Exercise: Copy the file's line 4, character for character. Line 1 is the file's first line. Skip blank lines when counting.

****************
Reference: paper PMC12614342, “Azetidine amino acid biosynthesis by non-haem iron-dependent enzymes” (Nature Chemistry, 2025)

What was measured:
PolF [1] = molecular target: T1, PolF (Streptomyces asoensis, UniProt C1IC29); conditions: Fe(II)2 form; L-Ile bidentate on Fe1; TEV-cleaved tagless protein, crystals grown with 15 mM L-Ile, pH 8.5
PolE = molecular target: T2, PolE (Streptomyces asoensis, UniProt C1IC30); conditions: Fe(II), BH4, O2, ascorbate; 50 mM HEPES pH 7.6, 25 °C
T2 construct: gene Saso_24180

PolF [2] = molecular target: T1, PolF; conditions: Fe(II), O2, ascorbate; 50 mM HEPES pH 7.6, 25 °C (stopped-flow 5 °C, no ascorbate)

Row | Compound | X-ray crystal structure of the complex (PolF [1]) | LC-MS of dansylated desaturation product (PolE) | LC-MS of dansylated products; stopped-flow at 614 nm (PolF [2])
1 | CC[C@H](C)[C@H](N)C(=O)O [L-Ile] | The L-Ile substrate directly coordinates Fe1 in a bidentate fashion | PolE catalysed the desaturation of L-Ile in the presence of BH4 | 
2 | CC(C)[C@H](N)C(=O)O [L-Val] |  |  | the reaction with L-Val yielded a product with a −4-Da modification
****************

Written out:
PolE = molecular target: T2, PolE (Streptomyces asoensis, UniProt C1IC30); conditions: Fe(II), BH4, O2, ascorbate; 50 mM HEPES pH 7.6, 25 °C